After we got in touch with fellow NYU comedians MC Plaschke and Ryan Beggs to direct and produce, Liz took on the role of executive producer. The five of us, with MC and Ryan’s guidance, each wrote an episode centering around our characters, co-wrote the finale, renamed it The Basics, and we were off!
Now that our Charles Dickens-level backstory is over, here’s the trailer:
How We Made It
After assembling our team, we put together a budget that would allow us to properly pay our crew, rent equipment, and keep everyone fed and hydrated. Our budget was $13,000, and we raised the entirety of it on Kickstarter.
We shot over the course of three consecutive weekends, and due to budget constraints and favor availability, we used a different camera each weekend. We used the Arri Amira, Arri Alexa Mini, and the Canon C300 and matched them in color. Our DP Armaan Virani owns a camera company, which was incredibly useful in sourcing equipment. Additional cinematography was provided by Julia Kupiec. We also used a GoPro to shoot Episode 5 (Tiggy’s freaky ode to skate videos).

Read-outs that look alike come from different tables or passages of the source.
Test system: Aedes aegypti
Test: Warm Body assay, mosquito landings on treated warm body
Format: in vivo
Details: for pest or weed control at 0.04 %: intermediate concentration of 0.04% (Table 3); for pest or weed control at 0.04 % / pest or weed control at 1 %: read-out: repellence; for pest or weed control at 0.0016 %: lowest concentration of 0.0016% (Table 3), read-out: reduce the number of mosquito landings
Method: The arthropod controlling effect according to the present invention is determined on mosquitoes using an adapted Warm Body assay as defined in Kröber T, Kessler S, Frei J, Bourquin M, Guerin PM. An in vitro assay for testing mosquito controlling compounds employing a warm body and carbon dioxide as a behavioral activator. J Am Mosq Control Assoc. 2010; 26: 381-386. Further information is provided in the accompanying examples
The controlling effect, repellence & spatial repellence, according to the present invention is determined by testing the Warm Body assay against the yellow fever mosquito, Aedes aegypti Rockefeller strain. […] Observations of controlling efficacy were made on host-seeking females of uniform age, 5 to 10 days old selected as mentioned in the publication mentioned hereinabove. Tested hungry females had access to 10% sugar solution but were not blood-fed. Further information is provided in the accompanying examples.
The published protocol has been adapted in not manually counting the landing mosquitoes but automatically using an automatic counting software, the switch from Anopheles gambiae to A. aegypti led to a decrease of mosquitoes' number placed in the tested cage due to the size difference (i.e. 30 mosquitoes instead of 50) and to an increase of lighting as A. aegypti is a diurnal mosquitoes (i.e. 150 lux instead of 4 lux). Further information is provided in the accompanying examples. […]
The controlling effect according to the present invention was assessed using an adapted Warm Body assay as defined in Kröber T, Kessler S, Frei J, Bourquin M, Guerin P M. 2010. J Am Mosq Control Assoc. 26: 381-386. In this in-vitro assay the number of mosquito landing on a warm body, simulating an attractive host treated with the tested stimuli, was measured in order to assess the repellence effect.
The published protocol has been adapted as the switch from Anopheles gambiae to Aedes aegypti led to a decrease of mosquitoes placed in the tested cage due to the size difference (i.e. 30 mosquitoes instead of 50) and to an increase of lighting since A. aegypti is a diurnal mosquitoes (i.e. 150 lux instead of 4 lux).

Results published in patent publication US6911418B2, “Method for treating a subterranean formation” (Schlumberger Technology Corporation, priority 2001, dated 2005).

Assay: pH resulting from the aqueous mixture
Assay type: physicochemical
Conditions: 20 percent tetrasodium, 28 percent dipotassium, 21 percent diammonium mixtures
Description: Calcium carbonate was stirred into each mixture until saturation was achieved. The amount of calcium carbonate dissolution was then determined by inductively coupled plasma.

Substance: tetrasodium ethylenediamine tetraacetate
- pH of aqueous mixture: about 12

But we know what you’re really thinking, the clickbait of it all: how did we shoot six episodes in seven days? What is our secret?
Well, it’s a combination of a few things: iced coffee, good moisturizer, and the intelligence and talents of Ryan, MC, and Liz.
We knew early on that if we didn’t shoot this series within a quick time frame, we would probably never get it done at all. Rentals gotta be returned! Crew members got other gigs! So we squished as much as we could into three weekends from the end of October to the beginning of November (2019, when we could all breathe in the same space). We kept the crew relatively small, about six to 10 people depending on the shoot day, which majorly contributed to how quickly we could break down our set and move from location to location on our big days.
To be clear, there were, of course, some Big Ass Hurdles (the clinical term) along the way. The night before our first day of shooting, our bachelorette party location had a burst pipe.